Approximately two women a week are killed by their current or former partners, a figure that hasn’t come down in 15 years. Rape reporting rates are still ridiculously low and when a case does come to light there always seems to be a celebrity or Twitter hate mob on hand to dismiss it as the victim’s fault. Women are still told it is more important to be skinny then happy.

And how do some (though I concede probably not most) deal with this? Bitch at each other about ‘privilege’ and campaigning to change the gender of a beloved children’s TV character for no real reason.

The suffragette movement was successful because it sent a message that they wanted the power to control their own lives. For the modern feminist movement it needs to send the message to young women that they are in charge of their own destiny.

Emily Wilding Davison has been portrayed as a mad women because she refused to play by anyone’s rules, not even the WPSU. Whether she was accidentally or intentionally stepping into the path of that horse she was defying what society thought was becoming of a lady.

Feminism should not be about conditioning every microscopic detail of society around the common needs of ‘women’ and arguing over a set of preconditions women need to feel ’empowered’.

It should be the simple message for each and every individual; do what you want, say what you want, think what you want and make sure people know to get out of your way.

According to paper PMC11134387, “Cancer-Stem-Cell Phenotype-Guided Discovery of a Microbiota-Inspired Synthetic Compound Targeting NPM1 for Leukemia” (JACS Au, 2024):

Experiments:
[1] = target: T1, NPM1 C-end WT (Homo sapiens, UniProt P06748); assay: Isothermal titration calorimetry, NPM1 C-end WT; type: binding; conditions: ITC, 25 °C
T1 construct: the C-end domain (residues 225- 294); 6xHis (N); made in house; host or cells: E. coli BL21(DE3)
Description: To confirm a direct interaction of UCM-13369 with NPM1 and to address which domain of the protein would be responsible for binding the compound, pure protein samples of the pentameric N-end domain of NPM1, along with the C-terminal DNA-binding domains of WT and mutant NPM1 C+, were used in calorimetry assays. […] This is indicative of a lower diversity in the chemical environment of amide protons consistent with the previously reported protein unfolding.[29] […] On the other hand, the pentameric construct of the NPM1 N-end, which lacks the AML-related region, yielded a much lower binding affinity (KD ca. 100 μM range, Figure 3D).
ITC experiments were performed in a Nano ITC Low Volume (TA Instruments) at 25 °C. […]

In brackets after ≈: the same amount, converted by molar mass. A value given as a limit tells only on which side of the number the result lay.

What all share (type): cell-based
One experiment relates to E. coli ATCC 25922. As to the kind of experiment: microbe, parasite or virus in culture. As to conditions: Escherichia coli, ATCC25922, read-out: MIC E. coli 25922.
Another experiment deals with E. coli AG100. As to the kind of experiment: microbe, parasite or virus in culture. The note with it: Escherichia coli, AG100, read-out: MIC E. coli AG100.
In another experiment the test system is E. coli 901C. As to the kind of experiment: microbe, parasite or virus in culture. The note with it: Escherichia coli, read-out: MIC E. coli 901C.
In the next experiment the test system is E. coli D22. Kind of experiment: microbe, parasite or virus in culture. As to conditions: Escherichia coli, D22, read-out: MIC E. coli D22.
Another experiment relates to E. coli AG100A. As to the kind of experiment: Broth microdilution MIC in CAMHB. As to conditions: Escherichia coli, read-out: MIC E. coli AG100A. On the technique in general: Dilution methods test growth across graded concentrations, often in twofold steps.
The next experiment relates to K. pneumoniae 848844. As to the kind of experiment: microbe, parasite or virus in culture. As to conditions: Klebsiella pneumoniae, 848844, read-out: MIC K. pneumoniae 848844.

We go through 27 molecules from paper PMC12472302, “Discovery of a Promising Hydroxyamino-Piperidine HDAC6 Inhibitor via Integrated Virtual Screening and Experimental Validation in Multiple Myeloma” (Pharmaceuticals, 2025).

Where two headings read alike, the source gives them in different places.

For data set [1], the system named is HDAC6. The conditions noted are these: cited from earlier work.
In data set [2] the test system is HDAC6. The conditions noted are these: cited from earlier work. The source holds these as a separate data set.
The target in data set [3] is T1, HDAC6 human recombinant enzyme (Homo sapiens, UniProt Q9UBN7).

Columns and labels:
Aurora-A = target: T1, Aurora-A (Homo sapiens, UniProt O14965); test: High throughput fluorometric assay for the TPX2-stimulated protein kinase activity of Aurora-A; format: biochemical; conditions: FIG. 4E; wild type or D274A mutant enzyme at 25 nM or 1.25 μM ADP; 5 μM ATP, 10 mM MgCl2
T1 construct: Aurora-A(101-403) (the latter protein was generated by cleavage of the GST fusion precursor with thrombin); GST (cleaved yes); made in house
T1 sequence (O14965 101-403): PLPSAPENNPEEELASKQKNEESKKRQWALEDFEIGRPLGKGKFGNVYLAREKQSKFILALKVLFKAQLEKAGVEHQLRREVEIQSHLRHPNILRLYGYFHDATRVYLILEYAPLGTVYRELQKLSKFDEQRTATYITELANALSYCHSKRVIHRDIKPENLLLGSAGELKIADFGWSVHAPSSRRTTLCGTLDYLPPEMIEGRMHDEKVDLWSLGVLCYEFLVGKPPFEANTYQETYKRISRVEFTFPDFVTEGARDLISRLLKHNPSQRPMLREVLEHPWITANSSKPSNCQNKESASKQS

Because there is nothing more empowering than that.

Emmeline Pankhurst Judges You

Note: This a rather more tongue in cheek, ‘Catlin Moran capitalise RANDOM words style’ of blog post than this blog is used to I’m afraid. It was going to be published on my personal blog but this blog has more of a following and the message is important. Additionally, I’m writing this on the fly in the midst of exam revision and such the blog will not be updating in its professional, journalistic fashion- or perhaps at all- for another couple of weeks.

WWEPD? What Would Emmeline Pankhurst Do?

If you have two X chromosomes and live in Britain you should really go vote today.

People who don’t tend to annoy me. Its all ‘they’re all the same’, ‘they never live up to their promises’, blah blah blah. Women who don’t vote annoy me even more.

There is something about the combination of politics and women that modern society is so keen to portray as unsexy. It may be that each female cabinet ministers are given marks out of ten for their wardrobe when entering Number 10 (and never very high ones at that) where in contrast editors wouldn’t dream of grading male members on such trivial matters when they are busy running the country and so forth (making the assumption that women MPs’ sole function in cabinet meetings is to sit in the corner and make tea). It could also be that such trivialities as taking part in the democratic process takes too much time away from
women’s busy schedule scrutinising the ways to be better in bed and make their hair shiner in women’s magazines so one day they can trick a man into marrying them, paying for that lobotomy and granting them eternal, mindless bliss.